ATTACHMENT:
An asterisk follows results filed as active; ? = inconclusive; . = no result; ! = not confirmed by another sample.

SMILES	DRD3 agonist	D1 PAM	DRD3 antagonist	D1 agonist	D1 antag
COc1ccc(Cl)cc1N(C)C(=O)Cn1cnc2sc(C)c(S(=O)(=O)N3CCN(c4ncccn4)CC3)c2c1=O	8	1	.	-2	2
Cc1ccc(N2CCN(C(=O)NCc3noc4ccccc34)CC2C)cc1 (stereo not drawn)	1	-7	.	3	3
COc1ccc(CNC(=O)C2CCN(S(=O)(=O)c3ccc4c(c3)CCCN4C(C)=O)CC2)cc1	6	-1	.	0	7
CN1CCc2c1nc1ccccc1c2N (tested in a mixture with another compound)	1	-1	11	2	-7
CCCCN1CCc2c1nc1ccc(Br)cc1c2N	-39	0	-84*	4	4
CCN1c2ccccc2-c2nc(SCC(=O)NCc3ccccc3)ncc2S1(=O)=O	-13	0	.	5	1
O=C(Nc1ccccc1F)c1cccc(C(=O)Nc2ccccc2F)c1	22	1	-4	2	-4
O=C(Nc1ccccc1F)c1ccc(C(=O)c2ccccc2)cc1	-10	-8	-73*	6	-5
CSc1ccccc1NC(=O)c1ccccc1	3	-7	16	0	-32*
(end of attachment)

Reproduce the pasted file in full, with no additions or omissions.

An asterisk follows results filed as active; ? = inconclusive; . = no result; ! = not confirmed by another sample.

SMILES	DRD3 agonist	D1 PAM	DRD3 antagonist	D1 agonist	D1 antag
COc1ccc(Cl)cc1N(C)C(=O)Cn1cnc2sc(C)c(S(=O)(=O)N3CCN(c4ncccn4)CC3)c2c1=O	8	1	.	-2	2
Cc1ccc(N2CCN(C(=O)NCc3noc4ccccc34)CC2C)cc1 (stereo not drawn)	1	-7	.	3	3
COc1ccc(CNC(=O)C2CCN(S(=O)(=O)c3ccc4c(c3)CCCN4C(C)=O)CC2)cc1	6	-1	.	0	7
CN1CCc2c1nc1ccccc1c2N (tested in a mixture with another compound)	1	-1	11	2	-7
CCCCN1CCc2c1nc1ccc(Br)cc1c2N	-39	0	-84*	4	4
CCN1c2ccccc2-c2nc(SCC(=O)NCc3ccccc3)ncc2S1(=O)=O	-13	0	.	5	1
O=C(Nc1ccccc1F)c1cccc(C(=O)Nc2ccccc2F)c1	22	1	-4	2	-4
O=C(Nc1ccccc1F)c1ccc(C(=O)c2ccccc2)cc1	-10	-8	-73*	6	-5
CSc1ccccc1NC(=O)c1ccccc1	3	-7	16	0	-32*